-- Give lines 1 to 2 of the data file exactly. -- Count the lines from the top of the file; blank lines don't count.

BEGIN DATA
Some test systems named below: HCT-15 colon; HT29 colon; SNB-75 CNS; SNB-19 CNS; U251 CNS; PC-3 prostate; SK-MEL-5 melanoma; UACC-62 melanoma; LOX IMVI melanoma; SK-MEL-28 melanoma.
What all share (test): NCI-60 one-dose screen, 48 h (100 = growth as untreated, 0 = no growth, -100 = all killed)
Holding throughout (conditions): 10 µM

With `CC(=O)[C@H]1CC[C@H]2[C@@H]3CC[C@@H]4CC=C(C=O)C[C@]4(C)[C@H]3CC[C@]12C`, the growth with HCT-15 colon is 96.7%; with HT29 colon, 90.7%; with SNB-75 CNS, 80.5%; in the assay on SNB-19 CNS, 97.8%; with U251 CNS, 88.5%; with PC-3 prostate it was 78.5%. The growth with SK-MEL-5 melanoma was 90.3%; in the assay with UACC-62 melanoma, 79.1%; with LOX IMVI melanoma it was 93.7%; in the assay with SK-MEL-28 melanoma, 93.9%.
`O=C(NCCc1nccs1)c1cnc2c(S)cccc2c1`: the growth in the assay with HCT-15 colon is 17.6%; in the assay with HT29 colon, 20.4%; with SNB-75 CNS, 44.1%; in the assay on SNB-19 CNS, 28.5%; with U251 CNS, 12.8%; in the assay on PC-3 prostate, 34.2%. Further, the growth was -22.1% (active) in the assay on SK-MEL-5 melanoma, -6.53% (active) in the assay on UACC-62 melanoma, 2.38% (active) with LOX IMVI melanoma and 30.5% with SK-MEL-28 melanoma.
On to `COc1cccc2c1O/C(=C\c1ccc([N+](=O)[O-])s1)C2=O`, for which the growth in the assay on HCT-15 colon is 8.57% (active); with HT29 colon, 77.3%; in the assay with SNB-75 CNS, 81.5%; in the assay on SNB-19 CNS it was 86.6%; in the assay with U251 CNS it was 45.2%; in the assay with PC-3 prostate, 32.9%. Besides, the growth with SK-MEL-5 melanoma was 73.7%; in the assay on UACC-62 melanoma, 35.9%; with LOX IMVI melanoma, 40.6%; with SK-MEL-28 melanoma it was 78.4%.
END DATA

Some test systems named below: HCT-15 colon; HT29 colon; SNB-75 CNS; SNB-19 CNS; U251 CNS; PC-3 prostate; SK-MEL-5 melanoma; UACC-62 melanoma; LOX IMVI melanoma; SK-MEL-28 melanoma.
What all share (test): NCI-60 one-dose screen, 48 h (100 = growth as untreated, 0 = no growth, -100 = all killed)